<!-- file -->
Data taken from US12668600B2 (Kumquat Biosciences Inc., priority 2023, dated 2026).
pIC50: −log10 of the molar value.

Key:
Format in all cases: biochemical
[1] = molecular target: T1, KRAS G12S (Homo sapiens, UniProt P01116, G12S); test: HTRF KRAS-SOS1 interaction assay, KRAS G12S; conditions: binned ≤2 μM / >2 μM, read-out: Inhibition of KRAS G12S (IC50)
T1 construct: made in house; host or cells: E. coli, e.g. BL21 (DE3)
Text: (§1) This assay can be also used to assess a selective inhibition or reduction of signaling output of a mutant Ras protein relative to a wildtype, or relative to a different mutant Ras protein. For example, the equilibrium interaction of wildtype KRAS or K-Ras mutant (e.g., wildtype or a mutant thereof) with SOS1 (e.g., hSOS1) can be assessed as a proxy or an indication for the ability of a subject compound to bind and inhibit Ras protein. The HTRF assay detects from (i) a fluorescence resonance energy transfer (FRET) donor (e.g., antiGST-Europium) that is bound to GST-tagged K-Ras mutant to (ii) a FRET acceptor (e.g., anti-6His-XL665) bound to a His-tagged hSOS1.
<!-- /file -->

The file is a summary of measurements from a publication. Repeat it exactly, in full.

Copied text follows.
Data taken from US12668600B2 (Kumquat Biosciences Inc., priority 2023, dated 2026).
pIC50: −log10 of the molar value.

Key:
Format in all cases: biochemical
[1] = molecular target: T1, KRAS G12S (Homo sapiens, UniProt P01116, G12S); test: HTRF KRAS-SOS1 interaction assay, KRAS G12S; conditions: binned ≤2 μM / >2 μM, read-out: Inhibition of KRAS G12S (IC50)
T1 construct: made in house; host or cells: E. coli, e.g. BL21 (DE3)
Text: (§1) This assay can be also used to assess a selective inhibition or reduction of signaling output of a mutant Ras protein relative to a wildtype, or relative to a different mutant Ras protein. For example, the equilibrium interaction of wildtype KRAS or K-Ras mutant (e.g., wildtype or a mutant thereof) with SOS1 (e.g., hSOS1) can be assessed as a proxy or an indication for the ability of a subject compound to bind and inhibit Ras protein. The HTRF assay detects from (i) a fluorescence resonance energy transfer (FRET) donor (e.g., antiGST-Europium) that is bound to GST-tagged K-Ras mutant to (ii) a FRET acceptor (e.g., anti-6His-XL665) bound to a His-tagged hSOS1.